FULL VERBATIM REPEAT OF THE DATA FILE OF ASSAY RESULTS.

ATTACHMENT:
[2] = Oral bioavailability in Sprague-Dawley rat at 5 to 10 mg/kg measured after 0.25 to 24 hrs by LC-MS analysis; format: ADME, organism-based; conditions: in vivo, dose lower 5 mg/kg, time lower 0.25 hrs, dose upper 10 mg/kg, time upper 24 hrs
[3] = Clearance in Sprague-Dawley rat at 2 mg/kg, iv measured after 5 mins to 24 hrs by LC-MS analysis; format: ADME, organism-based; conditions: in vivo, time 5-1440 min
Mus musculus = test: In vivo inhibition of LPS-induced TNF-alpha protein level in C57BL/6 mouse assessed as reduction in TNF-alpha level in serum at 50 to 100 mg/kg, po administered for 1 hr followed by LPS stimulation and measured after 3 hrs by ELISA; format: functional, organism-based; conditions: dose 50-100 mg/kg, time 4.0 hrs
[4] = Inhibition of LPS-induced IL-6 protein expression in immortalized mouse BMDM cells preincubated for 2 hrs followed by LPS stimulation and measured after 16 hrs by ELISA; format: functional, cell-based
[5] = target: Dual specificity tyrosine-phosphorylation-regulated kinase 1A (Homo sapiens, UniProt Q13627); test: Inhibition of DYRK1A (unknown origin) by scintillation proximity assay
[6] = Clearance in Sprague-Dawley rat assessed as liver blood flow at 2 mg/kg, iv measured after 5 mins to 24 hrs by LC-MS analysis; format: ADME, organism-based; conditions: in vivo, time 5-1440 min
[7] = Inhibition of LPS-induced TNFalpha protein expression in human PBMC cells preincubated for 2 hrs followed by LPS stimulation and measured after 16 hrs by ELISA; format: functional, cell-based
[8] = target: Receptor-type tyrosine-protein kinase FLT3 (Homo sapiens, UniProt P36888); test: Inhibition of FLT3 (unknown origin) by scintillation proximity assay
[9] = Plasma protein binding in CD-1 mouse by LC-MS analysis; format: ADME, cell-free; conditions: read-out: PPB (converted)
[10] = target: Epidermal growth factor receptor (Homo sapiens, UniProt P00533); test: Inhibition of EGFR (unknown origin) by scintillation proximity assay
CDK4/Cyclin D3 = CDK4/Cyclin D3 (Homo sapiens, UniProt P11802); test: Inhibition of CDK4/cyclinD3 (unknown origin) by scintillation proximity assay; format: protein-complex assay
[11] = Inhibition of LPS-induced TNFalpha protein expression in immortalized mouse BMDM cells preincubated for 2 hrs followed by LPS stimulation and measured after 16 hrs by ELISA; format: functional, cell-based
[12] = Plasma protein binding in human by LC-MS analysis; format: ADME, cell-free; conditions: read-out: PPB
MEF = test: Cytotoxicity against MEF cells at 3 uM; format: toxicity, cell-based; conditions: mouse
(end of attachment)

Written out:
[2] = Oral bioavailability in Sprague-Dawley rat at 5 to 10 mg/kg measured after 0.25 to 24 hrs by LC-MS analysis; format: ADME, organism-based; conditions: in vivo, dose lower 5 mg/kg, time lower 0.25 hrs, dose upper 10 mg/kg, time upper 24 hrs
[3] = Clearance in Sprague-Dawley rat at 2 mg/kg, iv measured after 5 mins to 24 hrs by LC-MS analysis; format: ADME, organism-based; conditions: in vivo, time 5-1440 min
Mus musculus = test: In vivo inhibition of LPS-induced TNF-alpha protein level in C57BL/6 mouse assessed as reduction in TNF-alpha level in serum at 50 to 100 mg/kg, po administered for 1 hr followed by LPS stimulation and measured after 3 hrs by ELISA; format: functional, organism-based; conditions: dose 50-100 mg/kg, time 4.0 hrs
[4] = Inhibition of LPS-induced IL-6 protein expression in immortalized mouse BMDM cells preincubated for 2 hrs followed by LPS stimulation and measured after 16 hrs by ELISA; format: functional, cell-based
[5] = target: Dual specificity tyrosine-phosphorylation-regulated kinase 1A (Homo sapiens, UniProt Q13627); test: Inhibition of DYRK1A (unknown origin) by scintillation proximity assay
[6] = Clearance in Sprague-Dawley rat assessed as liver blood flow at 2 mg/kg, iv measured after 5 mins to 24 hrs by LC-MS analysis; format: ADME, organism-based; conditions: in vivo, time 5-1440 min
[7] = Inhibition of LPS-induced TNFalpha protein expression in human PBMC cells preincubated for 2 hrs followed by LPS stimulation and measured after 16 hrs by ELISA; format: functional, cell-based
[8] = target: Receptor-type tyrosine-protein kinase FLT3 (Homo sapiens, UniProt P36888); test: Inhibition of FLT3 (unknown origin) by scintillation proximity assay
[9] = Plasma protein binding in CD-1 mouse by LC-MS analysis; format: ADME, cell-free; conditions: read-out: PPB (converted)
[10] = target: Epidermal growth factor receptor (Homo sapiens, UniProt P00533); test: Inhibition of EGFR (unknown origin) by scintillation proximity assay
CDK4/Cyclin D3 = CDK4/Cyclin D3 (Homo sapiens, UniProt P11802); test: Inhibition of CDK4/cyclinD3 (unknown origin) by scintillation proximity assay; format: protein-complex assay
[11] = Inhibition of LPS-induced TNFalpha protein expression in immortalized mouse BMDM cells preincubated for 2 hrs followed by LPS stimulation and measured after 16 hrs by ELISA; format: functional, cell-based
[12] = Plasma protein binding in human by LC-MS analysis; format: ADME, cell-free; conditions: read-out: PPB
MEF = test: Cytotoxicity against MEF cells at 3 uM; format: toxicity, cell-based; conditions: mouse